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Carrie Easley

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    124
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  • Country

    United States

Carrie Easley last won the day on March 14 2018

Carrie Easley had the most liked content!

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  • Gender
    Female
  • Occupation
    Blood Bank Supervisor

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  1. They are just 400 mL transfer bags made by Charter Medical. Item # T3104
  2. Chhibber V et al. Is group A plasma suitable as the first option for emergency release transfusion? Transfusion 2014;54:1751-5. Cooling L. Going from A to B: The safety of incompatible group A plasma for emergency release in trauma and massive transfusion patients. Transfusion 2014;54:1695-1697. Isaak EJ, et al. Challenging dogma-Group A donors as universal plasma in massive transfusion protocols. Immunohematology 2011;27:61-65 (NOTE: Free pdf download of full issue). Mehr CR, Gupta R, von Recklinghausen FM, et al. Balancing risk and benefit: maintenance of a thawed group A plasma inventory for trauma patients requiring massive transfusion. J Trauma Acute Care Surg 2013;74:1425-31. Zielinski MD et al. Emergency use of prethawed group A plasma in trauma patients. J Trauma Acute Care Surg 2013;74:69-75 Some of these are several years old. A quick search will literally provide dozens of articles. It was well publicized @ AABB 2018 and the Blood Bank Guy has a podcast from August 2017 that provides more info.
  3. Just got the book today (as well as the positive DAT work-up counterpart)! Looking forward to incorporating these case studies into new employee training.
  4. We use type A liquid plasma (never frozen) for traumas and massive transfusions until type-specific/compatible can be thawed.
  5. Congrats!!! I think many of us have our own version of Malcom in our mind 🤓
  6. An amazing honor and well-deserved. The knowledge you share spans continents and grows exponentially!!!
  7. That’s awesome Mabel! Is this workflow just in OpTime, or can it be used in other settings?
  8. Interesting! Could you please share the size/complexity of your transfusion service?
  9. We are also Softbank/Epic users. We currently use a BB armband for alias patients, but are moving away from it. Even with patients admitted with an alias, we have at least three unique identifiers without the BB armband. The patients are rapidly admitted with a unique, pre-built, never to be repeated alias name, an MRN that will stay w/ them the entire admission (merged to a prior MRN after discharge if applicable), and the CSN/stay number that stays with them throughout the admission. These pieces of info are on hospital armband, specimen labels, transfusion records, and all compatibility labels. Even after MRN's are merged, you can search for the alias MRN and it will take you to the actual MRN. It's all extremely traceable. We have experienced multiple traumas and MTP's simultaneously. I was told that Epic does not offer a field for the BBID.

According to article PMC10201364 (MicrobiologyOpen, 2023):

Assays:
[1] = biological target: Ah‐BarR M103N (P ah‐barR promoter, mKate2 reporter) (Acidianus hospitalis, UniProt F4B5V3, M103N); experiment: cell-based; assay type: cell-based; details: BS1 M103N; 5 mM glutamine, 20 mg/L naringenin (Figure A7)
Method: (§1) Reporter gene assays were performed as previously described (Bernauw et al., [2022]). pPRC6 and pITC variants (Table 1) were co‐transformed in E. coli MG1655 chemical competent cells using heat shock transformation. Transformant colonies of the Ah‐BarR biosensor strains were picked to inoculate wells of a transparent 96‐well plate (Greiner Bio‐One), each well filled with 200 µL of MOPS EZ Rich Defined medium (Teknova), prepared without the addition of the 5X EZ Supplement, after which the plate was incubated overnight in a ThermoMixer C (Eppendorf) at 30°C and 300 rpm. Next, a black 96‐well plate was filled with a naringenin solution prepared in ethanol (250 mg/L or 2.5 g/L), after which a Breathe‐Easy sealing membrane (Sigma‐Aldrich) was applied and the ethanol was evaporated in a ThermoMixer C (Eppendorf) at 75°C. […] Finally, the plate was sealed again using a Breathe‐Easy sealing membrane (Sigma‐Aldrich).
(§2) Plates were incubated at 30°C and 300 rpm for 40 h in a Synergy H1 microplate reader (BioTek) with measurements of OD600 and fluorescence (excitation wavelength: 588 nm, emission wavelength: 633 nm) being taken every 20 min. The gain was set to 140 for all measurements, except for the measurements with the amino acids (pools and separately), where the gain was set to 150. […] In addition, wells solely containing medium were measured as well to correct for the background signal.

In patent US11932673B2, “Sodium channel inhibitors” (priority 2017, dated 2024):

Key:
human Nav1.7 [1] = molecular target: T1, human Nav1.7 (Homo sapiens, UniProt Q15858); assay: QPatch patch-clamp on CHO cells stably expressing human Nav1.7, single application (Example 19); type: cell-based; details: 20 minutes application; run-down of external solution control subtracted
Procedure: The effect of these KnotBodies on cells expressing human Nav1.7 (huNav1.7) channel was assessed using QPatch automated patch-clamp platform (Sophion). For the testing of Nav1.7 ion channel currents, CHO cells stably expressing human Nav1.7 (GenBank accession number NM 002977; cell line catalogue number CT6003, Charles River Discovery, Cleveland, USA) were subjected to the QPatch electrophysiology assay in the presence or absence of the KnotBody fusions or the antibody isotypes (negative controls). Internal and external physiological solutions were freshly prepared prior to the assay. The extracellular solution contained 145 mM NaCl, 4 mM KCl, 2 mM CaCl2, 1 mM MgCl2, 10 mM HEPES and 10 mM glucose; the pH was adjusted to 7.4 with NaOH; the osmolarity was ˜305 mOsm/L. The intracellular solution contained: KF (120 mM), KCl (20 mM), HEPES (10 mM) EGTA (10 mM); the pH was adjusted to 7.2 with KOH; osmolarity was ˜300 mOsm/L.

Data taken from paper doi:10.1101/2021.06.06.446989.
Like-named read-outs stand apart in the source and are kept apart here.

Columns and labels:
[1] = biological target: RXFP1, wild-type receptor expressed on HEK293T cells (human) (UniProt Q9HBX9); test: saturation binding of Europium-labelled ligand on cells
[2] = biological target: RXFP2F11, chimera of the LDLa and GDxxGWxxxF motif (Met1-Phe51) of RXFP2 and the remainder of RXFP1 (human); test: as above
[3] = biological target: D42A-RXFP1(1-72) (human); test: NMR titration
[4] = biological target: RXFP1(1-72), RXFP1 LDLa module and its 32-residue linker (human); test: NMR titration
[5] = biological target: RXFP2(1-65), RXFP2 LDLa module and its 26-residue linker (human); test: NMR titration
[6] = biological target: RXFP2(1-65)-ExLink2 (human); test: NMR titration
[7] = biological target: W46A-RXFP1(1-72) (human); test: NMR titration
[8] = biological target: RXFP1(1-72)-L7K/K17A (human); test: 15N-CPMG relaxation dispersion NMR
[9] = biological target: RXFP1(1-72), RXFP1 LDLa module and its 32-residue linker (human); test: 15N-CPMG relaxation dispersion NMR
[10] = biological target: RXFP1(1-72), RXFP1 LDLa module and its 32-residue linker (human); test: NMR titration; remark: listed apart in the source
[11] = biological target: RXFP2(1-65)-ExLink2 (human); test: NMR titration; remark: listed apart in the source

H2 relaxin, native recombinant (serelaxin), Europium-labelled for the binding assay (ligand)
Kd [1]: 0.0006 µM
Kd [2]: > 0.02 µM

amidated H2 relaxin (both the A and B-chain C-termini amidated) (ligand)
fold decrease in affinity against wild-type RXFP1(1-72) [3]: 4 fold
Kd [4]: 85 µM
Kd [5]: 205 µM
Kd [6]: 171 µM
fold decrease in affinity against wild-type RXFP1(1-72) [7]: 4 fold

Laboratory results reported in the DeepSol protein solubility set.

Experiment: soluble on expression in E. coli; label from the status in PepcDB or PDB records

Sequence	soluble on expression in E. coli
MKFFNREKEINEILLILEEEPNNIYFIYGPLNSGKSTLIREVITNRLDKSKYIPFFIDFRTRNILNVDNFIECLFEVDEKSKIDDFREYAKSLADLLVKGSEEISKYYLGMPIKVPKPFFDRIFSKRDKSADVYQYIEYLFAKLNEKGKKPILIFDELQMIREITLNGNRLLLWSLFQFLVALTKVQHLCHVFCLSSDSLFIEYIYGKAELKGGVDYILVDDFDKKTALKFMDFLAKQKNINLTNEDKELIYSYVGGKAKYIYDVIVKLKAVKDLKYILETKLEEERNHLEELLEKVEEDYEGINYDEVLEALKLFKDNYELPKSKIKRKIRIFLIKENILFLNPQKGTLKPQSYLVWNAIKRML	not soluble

10. Malcom is, of course, correct. Epic is a hospital information system/electronic medical record. They have a laboratory module called Beaker, but do not have a blood bank information system. Epic users have to integrate a stand-alone B.B. system (Meditech, SoftBank, Sunquest, etc...) with it. Epic has a blood product administration module (BPAM) that allows electronic scanning of patient and unit at the bedside (in lieu of paper records). It’s not really fast enough for a massive transfusion situation at this point so we struggle to find an alternative in the most stressful times. Rover is a handheld device that phlebotomists use for positive patient ID and real-time collection label printing.
  11. We are an Epic user and use BPAM for everything but MTP, Trauma, and uncrossed units. Surgery is an interesting hybrid of paper and OpTime (Epic anesthesia module). I chair our MTP committee, and BPAM is simply not fast enough for rapid administration at this point...it basically creates a flow sheet of documentation for every unit. I’ve seen a mock of an MTP module, but so far it’s only for Op Time (not trauma bay, L&D, EMD, cath lab, etc...) We have, however, created some ways to get the units documented on paper into the patient’s I/O. We don’t use Blood bank bands for most patients, but were still using for patients admitted with an alias (most trauma admissions). We are about ready to discontinue in that setting as well. Rover is a great thing! What B.B. system are you on? I’m happy to share all we have learned the hard way. Message me, and maybe we can find a time to chat?
  12. I was there as well! He was an excellent speaker. We should find a way to post when there is an upcoming B.B. event so that some of us may meet in real life.
  13. We match Rh/K/Fya for all peds SS patients and all adult SS patients who have made at least a single RBC alloantibody. We make every effort to send warm autos for RBC genotyping and match everything we reasonably can. Our blood supplier maintains an online antibody registry for their customers, so it helps with continuity of care if people hospital hop (assuming all customers utilize it).
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